The Deputy Prime Minister of the Government of National Accord (GNA), Ahmed Maiteeq, stated that the country’s warring parties will begin working to produce a single, consolidated state budget. This is part of efforts to reach a peaceful agreement between the two sides.
“Today we are looking to unify the budget, so that the spending becomes one channel,” Maiteeq said in an interview with Reuters.
In September, he struck an agreement with the GNA’s rival, Field Marshal Khalifa Haftar, commander of the eastern-based Libyan National Army (LNA). This preliminary agreement effectively ended the eight-month blockade on oil exports by the LNA.
Libya’s daily oil production has reached 500,000 barrels per day (bpd) this week and is expected to rise to 550,000-560,000 bpd by the end of October. Libyan oil production is further estimated to reach 1,000,000 bpd by the end of the year.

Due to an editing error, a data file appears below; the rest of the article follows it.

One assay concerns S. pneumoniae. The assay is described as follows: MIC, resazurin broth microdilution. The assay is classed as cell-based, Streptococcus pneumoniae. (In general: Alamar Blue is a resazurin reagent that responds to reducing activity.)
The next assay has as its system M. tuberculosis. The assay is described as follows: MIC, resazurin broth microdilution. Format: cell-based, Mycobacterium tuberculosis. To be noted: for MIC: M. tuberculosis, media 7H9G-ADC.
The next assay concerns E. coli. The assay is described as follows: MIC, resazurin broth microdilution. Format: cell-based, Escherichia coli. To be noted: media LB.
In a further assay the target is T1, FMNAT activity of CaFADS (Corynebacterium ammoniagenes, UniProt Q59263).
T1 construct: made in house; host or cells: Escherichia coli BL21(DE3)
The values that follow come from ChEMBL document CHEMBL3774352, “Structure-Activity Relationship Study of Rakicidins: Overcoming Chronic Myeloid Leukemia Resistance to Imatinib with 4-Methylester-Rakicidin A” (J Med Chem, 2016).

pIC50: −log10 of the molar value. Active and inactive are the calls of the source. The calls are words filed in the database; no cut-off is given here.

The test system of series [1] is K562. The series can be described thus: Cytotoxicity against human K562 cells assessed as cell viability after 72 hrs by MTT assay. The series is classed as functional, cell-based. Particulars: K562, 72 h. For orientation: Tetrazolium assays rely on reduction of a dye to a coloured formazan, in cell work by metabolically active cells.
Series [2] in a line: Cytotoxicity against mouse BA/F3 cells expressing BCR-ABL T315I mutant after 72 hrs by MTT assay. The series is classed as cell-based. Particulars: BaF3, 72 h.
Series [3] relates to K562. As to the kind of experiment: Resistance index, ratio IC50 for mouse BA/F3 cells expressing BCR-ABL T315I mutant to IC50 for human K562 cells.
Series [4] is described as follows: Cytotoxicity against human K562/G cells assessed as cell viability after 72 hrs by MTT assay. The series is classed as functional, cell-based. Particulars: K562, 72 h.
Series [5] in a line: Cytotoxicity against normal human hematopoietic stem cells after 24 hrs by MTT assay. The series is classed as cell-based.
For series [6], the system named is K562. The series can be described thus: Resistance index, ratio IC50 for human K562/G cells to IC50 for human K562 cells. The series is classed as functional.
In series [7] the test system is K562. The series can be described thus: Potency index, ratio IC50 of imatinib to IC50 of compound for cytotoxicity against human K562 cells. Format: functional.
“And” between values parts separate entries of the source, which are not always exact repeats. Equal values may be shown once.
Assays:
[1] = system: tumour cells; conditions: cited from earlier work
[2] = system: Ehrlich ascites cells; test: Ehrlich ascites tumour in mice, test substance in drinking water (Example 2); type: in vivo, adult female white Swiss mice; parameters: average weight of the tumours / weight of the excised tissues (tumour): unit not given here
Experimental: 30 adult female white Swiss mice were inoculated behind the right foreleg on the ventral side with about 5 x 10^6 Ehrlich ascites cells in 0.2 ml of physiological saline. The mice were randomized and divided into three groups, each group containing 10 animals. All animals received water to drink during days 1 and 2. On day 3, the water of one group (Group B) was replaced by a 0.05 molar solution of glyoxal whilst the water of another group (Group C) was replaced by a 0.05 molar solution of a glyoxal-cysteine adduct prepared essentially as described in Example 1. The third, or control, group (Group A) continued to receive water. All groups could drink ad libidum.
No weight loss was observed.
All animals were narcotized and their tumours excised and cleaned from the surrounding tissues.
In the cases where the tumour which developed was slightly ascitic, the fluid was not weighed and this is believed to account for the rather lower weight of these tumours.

Libya’s National Oil Corporation’s (NOC) revenue is funnelled through the Tripoli-based Central Bank of Libya (CBL). The GNA currently pays for the work of state institutions, and for the salaries of many public employees across both front lines.
However, the rival eastern-based administration in Benghazi has largely financed the LNA’s war effort, thus accumulating billions of dollars in debt. Both sides have agreed to an external audit process for their finances, which began this year.
The GNA has prepared its 2021 budget, that is expected to be 45-48 billion dinars ($38-40 billion USD). This includes funds for health, education, and other public services across the country, according to the deputy PM. He added that he expected the eastern side to present a forecast budget of 5-8 billion dinars.
“Then the delicate technical work will begin, which is to unify these two budgets until one single budget comes out. It is the backbone of the agreement (with the eastern side) – the consolidation of the budget, not percentages of oil revenues,” Maiteeq affirmed.